Tag: serial killers
Chris Watts, the Colorado man serving three life sentences for the brutal murder of his wife and two young daughters claims to have had a religious conversion behind bars and is now an evangelical Christian. Murderers David Berkowitz, Jeffrey Dahmer and Karla Faye Tucker also claimed to have found or rediscovered God after being incarcerated. We speak with experts about why so many notorious criminals might make such claims while behind bars.
Former FBI special agent John Douglas spent his 25-year career with the Bureau interviewing hundreds of America's most infamous killers, from Charles Manson and Ted Bundy to the 'BTK Killer,' Dennis Rader and more. The 'Mindhunter' author talks to us about his new book, 'The Killer Across the Table,' and his tried-and-true interview techniques.
Ever since 'Golden State Killer' suspect Joseph DeAngelo was arrested in April 2018 after being tracked down with the help of an online DNA database typically used for tracking genealogy, crime-solving via genetic genealogy has increased. Last year, investigators made more than 20 arrests in cold cases. But given that there are thousands of murders in America every year, of which 40 percent go unsolved, why aren't DNA databases being used to solve even more crimes?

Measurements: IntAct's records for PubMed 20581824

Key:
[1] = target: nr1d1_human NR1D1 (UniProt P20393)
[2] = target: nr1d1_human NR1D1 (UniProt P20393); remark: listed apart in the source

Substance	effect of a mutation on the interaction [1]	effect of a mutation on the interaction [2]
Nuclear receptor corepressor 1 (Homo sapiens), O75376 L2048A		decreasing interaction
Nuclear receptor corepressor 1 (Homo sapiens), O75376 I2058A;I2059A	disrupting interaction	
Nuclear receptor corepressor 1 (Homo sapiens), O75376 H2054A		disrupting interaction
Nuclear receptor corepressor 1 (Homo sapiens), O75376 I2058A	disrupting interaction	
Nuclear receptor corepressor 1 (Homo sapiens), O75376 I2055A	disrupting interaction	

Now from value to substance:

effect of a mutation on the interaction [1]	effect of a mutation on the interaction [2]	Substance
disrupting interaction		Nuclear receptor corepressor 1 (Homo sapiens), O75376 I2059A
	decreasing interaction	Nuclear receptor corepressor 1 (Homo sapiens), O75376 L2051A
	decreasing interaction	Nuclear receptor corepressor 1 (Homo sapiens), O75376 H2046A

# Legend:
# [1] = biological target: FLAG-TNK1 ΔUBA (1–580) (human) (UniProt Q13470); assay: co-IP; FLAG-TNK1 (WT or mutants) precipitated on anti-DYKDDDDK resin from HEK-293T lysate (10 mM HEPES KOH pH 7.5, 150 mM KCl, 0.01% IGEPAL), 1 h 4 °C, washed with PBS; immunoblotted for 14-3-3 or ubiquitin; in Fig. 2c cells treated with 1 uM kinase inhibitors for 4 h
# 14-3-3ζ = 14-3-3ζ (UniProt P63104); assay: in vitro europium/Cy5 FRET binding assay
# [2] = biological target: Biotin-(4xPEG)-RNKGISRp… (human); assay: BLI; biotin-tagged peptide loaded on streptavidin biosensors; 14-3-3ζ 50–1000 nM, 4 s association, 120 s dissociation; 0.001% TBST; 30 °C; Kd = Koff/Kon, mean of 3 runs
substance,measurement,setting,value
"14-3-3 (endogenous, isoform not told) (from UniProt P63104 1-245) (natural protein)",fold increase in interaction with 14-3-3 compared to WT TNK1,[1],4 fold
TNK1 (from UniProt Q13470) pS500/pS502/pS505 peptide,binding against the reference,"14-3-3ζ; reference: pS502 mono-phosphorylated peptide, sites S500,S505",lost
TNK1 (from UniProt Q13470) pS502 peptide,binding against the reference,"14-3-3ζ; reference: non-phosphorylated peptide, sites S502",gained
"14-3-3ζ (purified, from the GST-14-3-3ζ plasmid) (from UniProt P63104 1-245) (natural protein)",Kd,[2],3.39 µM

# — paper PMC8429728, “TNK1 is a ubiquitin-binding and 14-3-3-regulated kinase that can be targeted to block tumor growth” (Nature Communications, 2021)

Glynn Martin is a retired officer from the Los Angeles Police Department and the author of 'Satan's Summer in the City of Angels' about the local community's response to the 'Night Stalker' serial murders. Martin shares his experience as a young cop in the L.A. area during Richard Ramirez's reign of terror with A&E Real Crime.
What is evil—and how do we measure it? Is it more evil to abduct and torture a stranger for days before ultimately letting them go, or to fatally shoot a spouse in a fit of jealous rage? We speak to clinical psychologist Dr. Gary Bucato, co-author of the new book, 'The New Evil,' about how he determined what acts are more evil than others and why serial killers aren't all categorized the same way.
Samuel Little murdered as many as 93 women, some almost a half century ago. But all these years later, he still remembers their faces. A&E Real Crime spoke with sociology and criminology professor Jack Levin, who explained how serial killers remember their victims and why these details are so important to them.